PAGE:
The Uber files are a massive leak of some 124,000 confidential documents spanning from 2013 to 2017 that include more than 83,000 emails, iMessages and WhatsApp messages as well as memos, presentations, notebooks, briefing papers and invoices. They were leaked to British daily newspaper The Guardian by Mark MacGann, Uber’s former chief lobbyist in Europe, the Middle East and Africa.
The 18.69 GB of records cover 40 countries during a period when Uber was undertaking an aggressive global expansion under co-founder Travis Kalanick, and they contain high-level exchanges between some of the company’s most senior executives. The Guardian decided to conduct a global investigation in the public interest and shared the leaked material with 180 journalists in 29 countries via the International Consortium of Investigative Journalists.
The huge trove of files shows how Uber tried to force its ride-hailing services into global markets amid a major backlash from taxi drivers. Its aggressive tactics saw it break numerous laws and regulations relating to traditional taxis while it engaged in secret lobbying practices with presidents, prime ministers, oligarchs and media executives.
It also emerged that the company paid high-profile academics in the United States and Europe hundreds of thousands of dollars to produce research to support the lobbying campaign. Emmanuel Macron was among the leaders implicated and he secretly helped Uber’s activities in France when he was economy minister.
Instead of approaching city mayors and transport authorities as is standard practice, Uber continued to bypass them and head straight to seat of power, also holding face-to-face meetings with then Irish Taoiseach Enda Kenny, then Israeli Prime Minister Benjamin Netanyahu and then UK Chancellor George Osborne. Kalanick also attempted to lobby then US Vice President Joe Biden during a meeting at the World Economic Forum at Davos.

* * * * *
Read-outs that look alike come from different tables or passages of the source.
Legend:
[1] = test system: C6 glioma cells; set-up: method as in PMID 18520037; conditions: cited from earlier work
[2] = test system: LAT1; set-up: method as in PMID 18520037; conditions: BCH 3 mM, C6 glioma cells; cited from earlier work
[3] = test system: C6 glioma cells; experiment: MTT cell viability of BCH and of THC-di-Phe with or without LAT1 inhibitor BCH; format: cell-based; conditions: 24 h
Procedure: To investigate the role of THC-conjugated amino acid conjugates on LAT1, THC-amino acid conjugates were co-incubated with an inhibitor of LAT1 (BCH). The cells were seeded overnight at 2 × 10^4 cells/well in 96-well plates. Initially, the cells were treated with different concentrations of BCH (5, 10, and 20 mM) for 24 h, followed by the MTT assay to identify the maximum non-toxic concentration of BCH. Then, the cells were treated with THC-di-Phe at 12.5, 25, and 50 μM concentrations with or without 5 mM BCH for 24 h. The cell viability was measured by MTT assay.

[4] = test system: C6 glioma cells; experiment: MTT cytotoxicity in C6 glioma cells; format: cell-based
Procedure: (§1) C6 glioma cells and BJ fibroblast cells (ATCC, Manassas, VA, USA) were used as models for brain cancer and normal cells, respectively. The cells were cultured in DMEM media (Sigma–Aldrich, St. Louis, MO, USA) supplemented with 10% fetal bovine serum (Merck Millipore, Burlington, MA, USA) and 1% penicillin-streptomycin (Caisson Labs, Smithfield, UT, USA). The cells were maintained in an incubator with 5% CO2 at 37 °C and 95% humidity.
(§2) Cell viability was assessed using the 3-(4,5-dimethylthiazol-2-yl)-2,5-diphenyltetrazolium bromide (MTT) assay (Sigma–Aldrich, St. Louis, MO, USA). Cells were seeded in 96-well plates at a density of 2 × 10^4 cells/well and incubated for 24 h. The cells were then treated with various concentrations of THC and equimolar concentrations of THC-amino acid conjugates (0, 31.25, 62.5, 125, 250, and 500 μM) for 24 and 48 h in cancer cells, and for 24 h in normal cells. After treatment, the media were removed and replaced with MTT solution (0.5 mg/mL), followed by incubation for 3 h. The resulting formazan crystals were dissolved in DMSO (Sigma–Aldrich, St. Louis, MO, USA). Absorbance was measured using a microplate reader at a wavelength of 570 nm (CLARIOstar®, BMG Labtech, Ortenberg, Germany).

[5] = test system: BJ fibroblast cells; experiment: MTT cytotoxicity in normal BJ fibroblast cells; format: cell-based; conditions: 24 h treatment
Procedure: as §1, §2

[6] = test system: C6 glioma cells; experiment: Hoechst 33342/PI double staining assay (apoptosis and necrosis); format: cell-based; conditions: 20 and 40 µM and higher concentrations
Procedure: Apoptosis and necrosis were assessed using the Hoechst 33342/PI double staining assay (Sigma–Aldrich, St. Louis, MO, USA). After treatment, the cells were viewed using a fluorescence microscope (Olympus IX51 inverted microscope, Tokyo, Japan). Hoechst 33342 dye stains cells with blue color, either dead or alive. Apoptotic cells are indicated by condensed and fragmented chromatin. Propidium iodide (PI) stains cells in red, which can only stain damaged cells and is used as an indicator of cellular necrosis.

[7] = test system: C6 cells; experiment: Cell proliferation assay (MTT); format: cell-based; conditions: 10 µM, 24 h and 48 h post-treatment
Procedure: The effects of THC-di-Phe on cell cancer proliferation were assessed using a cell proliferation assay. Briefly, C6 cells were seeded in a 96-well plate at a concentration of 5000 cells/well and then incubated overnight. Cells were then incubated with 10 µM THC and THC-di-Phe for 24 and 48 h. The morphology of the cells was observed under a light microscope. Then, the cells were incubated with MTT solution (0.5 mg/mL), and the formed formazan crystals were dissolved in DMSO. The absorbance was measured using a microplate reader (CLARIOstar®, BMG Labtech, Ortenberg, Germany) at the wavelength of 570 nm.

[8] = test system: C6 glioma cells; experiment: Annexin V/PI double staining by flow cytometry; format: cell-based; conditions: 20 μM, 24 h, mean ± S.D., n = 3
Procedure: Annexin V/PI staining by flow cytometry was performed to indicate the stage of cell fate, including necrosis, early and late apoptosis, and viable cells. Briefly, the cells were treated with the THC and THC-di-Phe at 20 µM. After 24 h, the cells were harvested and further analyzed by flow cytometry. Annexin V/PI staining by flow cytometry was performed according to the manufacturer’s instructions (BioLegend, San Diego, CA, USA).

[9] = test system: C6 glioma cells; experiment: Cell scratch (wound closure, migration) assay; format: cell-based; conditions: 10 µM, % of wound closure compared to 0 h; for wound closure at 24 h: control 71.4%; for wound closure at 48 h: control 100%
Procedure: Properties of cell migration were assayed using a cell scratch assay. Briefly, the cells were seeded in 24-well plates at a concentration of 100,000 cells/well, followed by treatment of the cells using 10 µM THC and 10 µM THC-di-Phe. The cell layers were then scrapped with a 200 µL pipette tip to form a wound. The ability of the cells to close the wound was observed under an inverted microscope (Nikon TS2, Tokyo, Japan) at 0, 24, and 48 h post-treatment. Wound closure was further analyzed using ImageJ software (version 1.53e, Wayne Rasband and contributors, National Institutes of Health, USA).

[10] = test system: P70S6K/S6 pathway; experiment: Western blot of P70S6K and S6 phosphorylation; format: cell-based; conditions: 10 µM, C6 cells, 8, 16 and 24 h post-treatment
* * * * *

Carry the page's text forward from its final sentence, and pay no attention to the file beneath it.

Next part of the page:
When taxi drivers went on strike and there were riots in Paris, Kalanick ordered French executives to encourage Uber drivers to stage a counter protest with mass civil disobedience. Despite being warned that doing so would put Uber drivers at risk, he urged his team to press on regardless. One former senior executive described a strategy of “weaponizing drivers” and exploiting violence to “keep the controversy burning”. Leaked emails suggest this strategy was repeated in Italy, Belgium, the Netherlands, Spain and Switzerland.
The leaked data suggests senior figures at Uber were perfectly aware of the company’s behaviour and the fact that it was breaking the law. It also developed methods to circumvent law enforcement. One example was known internally as a “kill switch” whereby company executives instructed IT staff to cut off access to data systems when an office location was raided by the authorities.
The whistleblower: Mark MacGann
52-year-old career lobbyist Mark MacGann held a senior role at Uber from 2014 to 2016 and he came forward as the source of the leak. He was born in Ireland and had previously worked at public policy firms before joining NYSE Euronext, the world’s largest stock exchange operator that runs the New York Stock Exchange. As its chief European lobbyist, he led its government affairs and public advocacy team in Brussels before leaving to join Uber for a considerably lower salary. A significant pay cut promised to be offset by stock options that would be worth millions if Uber proved successful in its global mission.